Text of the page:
1
$\begingroup$

Is the probability current in Quantum Mechanics an observable? If so, how can it me measured (directly or indirectly)?

$\endgroup$
  • 4
    $\begingroup$ It's not even a proper operator, how could it be an observable? $\endgroup$ – ACuriousMind Mar 6 '16 at 22:34
  • $\begingroup$ @ACuriousMind so the rule is that for something to be an observable(to be something that is measurable) it must have an operator(Self-ajdoint one)? $\endgroup$ – TheQuantumMan Mar 6 '16 at 22:36
  • 4
    $\begingroup$ You seem to be using "observable" to mean something other than by definition self-adjoint operator. In quantum mechanics, the word observable always means "self-adjoint operator". You could devise measurements that e.g. reconstruct the probability density or the current from many repeated measurement, but that doesn't make it an observable. $\endgroup$ – ACuriousMind Mar 6 '16 at 22:40
  • 1
    $\begingroup$ you might also read the first sentence of the wikipedia article on observables: en.wikipedia.org/wiki/Observable :) $\endgroup$ – famfop Mar 6 '16 at 22:44
  • $\begingroup$ @TheQuantumMan if you mean to ask whether value of probability current density can be measured in an experiment, you have to lose "an" before "observable". This indefinite article is triggering people to answer a different question about noun "observable" from quantum theory. $\endgroup$ – Ján Lalinský Apr 30 at 20:30
3
$\begingroup$

The probability current can be expressed in terms of an operator. Furthermore the electric current is charge times probability current, so measuring the probability current for a charged particle is as simple as measuring the electrical current and dividing by the charge.

The following Hermitian operator is the current operator $$\hat{j}(r)=\frac{1}{2m}[|r\rangle\langle r|\hat{p}+\hat{p}|r\rangle\langle r|]$$ so that the probability current in state $|\psi\rangle$ is the usual expression $$\langle\psi|\hat{j}(r)|\psi\rangle=\frac{1}{2m}[\psi^*(r)\{-i\hbar\nabla\psi(r)\}+\psi(r)\{-i\hbar\nabla\psi(r)\}^*]=\frac{\hbar}{2mi}[\psi^*\nabla\psi-\psi\nabla\psi^*]$$ When there are gauge fields around ones needs to be more careful about the momentum but the idea is still the same. For more details see this article.

$\endgroup$
1
$\begingroup$

The probability current is just the EM current divided by the charge. It is the charge-current that is the observable. The proportionality is no longer true in relativistic quantum mechanics, as the example of the Klein-Gordon equation shows.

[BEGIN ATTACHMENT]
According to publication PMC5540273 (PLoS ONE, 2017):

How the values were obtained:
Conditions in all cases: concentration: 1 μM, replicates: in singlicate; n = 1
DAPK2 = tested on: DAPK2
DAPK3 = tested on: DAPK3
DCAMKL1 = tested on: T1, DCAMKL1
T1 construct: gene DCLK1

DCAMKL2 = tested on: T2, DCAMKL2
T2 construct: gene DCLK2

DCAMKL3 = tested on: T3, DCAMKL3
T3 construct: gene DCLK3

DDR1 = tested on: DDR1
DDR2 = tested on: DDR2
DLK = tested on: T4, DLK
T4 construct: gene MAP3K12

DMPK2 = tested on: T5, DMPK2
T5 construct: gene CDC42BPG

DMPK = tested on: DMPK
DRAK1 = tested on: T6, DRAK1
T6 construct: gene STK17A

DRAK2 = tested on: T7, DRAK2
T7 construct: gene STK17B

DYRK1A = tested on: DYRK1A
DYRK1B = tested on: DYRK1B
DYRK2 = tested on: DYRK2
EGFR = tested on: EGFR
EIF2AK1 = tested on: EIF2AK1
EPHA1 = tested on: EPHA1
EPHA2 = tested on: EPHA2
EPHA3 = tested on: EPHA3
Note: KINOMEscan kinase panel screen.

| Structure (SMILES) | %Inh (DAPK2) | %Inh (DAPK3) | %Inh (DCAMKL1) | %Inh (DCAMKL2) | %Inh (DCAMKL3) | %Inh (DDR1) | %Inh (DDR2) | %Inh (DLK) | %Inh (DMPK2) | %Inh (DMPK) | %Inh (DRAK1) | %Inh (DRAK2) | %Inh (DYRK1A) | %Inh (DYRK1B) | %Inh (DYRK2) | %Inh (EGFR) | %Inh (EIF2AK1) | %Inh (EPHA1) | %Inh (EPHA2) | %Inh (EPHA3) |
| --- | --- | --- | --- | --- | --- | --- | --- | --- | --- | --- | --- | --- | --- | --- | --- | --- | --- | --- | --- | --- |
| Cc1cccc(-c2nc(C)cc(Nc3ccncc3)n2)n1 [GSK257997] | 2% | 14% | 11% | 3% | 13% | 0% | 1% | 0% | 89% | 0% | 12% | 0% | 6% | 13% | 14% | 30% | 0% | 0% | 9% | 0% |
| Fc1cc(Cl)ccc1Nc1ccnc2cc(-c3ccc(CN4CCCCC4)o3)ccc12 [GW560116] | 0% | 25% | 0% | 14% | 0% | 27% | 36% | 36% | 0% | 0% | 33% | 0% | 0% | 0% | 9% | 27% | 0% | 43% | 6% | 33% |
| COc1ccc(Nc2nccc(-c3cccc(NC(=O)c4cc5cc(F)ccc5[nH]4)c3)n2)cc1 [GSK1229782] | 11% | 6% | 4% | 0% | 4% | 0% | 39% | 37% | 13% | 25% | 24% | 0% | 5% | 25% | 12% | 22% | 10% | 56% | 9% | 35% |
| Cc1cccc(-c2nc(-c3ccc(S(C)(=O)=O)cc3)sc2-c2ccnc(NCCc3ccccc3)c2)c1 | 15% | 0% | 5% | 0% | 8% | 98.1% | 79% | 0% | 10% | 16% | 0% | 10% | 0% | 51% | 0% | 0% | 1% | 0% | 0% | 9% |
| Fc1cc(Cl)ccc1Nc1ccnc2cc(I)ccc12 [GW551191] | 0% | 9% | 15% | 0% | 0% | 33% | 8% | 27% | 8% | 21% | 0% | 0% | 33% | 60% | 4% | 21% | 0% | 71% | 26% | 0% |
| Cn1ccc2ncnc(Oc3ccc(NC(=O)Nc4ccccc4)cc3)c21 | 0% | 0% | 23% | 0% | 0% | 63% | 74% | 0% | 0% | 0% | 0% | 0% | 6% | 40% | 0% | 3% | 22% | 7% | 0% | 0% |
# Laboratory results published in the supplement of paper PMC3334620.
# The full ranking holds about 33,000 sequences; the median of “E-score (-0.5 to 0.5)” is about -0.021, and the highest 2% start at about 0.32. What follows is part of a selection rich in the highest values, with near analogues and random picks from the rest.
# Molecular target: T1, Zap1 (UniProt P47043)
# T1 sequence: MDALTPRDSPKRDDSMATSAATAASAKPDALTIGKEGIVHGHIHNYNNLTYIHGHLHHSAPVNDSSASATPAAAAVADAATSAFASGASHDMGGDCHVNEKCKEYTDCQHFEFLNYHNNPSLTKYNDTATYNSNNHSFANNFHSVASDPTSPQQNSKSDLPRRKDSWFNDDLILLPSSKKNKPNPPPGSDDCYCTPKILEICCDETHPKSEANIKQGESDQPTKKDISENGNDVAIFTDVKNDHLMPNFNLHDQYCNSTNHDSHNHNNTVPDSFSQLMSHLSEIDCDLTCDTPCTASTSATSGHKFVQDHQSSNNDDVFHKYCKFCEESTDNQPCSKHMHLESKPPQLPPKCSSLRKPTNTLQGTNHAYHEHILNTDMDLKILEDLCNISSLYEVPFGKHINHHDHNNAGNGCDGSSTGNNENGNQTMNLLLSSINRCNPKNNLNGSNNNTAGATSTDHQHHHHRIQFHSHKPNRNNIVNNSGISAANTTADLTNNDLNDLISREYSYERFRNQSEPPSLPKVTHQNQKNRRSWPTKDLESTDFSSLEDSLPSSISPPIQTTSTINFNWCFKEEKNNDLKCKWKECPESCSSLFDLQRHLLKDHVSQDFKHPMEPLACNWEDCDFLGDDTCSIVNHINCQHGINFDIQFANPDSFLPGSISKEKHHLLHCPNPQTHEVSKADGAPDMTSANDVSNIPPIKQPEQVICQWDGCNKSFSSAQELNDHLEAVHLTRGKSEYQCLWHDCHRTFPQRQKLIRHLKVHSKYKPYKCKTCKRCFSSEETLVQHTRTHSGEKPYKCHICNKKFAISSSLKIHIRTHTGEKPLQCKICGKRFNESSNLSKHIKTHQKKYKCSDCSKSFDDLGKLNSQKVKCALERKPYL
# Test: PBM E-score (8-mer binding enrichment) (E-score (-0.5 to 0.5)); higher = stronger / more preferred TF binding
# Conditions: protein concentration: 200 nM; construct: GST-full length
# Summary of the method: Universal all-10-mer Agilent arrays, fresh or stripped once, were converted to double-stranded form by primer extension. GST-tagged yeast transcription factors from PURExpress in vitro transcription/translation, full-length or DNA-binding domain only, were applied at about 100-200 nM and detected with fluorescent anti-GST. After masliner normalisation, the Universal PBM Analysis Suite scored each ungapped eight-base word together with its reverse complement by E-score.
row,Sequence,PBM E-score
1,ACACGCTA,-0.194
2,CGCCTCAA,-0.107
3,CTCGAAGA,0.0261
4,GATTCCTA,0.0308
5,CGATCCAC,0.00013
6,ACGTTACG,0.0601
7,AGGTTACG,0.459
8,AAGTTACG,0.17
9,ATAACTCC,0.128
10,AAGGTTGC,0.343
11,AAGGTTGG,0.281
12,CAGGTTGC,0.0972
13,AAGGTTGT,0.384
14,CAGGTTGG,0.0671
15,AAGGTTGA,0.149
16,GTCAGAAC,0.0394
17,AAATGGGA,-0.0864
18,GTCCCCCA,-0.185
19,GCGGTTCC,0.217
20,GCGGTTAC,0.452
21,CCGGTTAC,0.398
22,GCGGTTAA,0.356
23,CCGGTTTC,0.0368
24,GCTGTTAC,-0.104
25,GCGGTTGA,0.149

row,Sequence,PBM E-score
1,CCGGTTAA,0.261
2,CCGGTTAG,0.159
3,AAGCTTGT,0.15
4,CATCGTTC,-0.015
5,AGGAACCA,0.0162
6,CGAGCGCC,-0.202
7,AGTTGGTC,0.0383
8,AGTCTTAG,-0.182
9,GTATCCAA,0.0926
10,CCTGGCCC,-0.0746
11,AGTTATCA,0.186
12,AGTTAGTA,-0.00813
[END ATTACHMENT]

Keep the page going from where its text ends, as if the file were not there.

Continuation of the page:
$\endgroup$
-1
$\begingroup$

No. It is not an observable. An observable is something that can be measured in a single measurement, not just inferred statistically from a series of measurements over time. Probability currents never fit that description.

It is important to distinguish between your question "is a probability current observable" for which the clear answer is "no", and the quite similar question that is closely related:

"Is a probability current real (i.e. something that has a physical existence)?"

The second question is up for debate and it isn't easy to think of experiments that determine if something that is not observable is real or not.

$\endgroup$
  • $\begingroup$ If indeed the probability current cannot be expressed as an operator, then you're conclusions would follow. But this answer is lacking a proof of the former. (Hint: the explicit expression in James Roland's answer implies that such a proof does not exist.) $\endgroup$ – Emilio Pisanty Apr 30 at 19:56
  • 1
    $\begingroup$ Even in the example in James Roland's answer, the measured observable is electrical current. The probability current is only inferred even though the inference is straight forward. The fact that something can be expressed as an operator does not in and of itself mean that it can be directly observed. Only things which are directly observed as "observables." $\endgroup$ – ohwilleke Apr 30 at 20:09

Your Answer

By clicking “Post Your Answer”, you agree to our terms of service, privacy policy and cookie policy

Not the answer you're looking for? Browse other questions tagged or ask your own question.